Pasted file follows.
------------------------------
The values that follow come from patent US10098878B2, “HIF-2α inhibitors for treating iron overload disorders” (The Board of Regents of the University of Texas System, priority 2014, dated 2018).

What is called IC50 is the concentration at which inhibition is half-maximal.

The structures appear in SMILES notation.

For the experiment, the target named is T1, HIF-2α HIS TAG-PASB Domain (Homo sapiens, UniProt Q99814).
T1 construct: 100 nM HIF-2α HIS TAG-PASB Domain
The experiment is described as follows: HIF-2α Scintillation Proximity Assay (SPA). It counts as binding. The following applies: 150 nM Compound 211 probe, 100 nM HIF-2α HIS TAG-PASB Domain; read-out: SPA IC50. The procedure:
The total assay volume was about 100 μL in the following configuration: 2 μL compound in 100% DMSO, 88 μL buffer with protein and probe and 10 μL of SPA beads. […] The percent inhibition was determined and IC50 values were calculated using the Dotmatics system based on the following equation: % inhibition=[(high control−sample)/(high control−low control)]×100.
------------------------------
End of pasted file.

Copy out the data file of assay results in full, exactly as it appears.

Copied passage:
The values that follow come from patent US10098878B2, “HIF-2α inhibitors for treating iron overload disorders” (The Board of Regents of the University of Texas System, priority 2014, dated 2018).

What is called IC50 is the concentration at which inhibition is half-maximal.

The structures appear in SMILES notation.

For the experiment, the target named is T1, HIF-2α HIS TAG-PASB Domain (Homo sapiens, UniProt Q99814).
T1 construct: 100 nM HIF-2α HIS TAG-PASB Domain
The experiment is described as follows: HIF-2α Scintillation Proximity Assay (SPA). It counts as binding. The following applies: 150 nM Compound 211 probe, 100 nM HIF-2α HIS TAG-PASB Domain; read-out: SPA IC50. The procedure:
The total assay volume was about 100 μL in the following configuration: 2 μL compound in 100% DMSO, 88 μL buffer with protein and probe and 10 μL of SPA beads. […] The percent inhibition was determined and IC50 values were calculated using the Dotmatics system based on the following equation: % inhibition=[(high control−sample)/(high control−low control)]×100.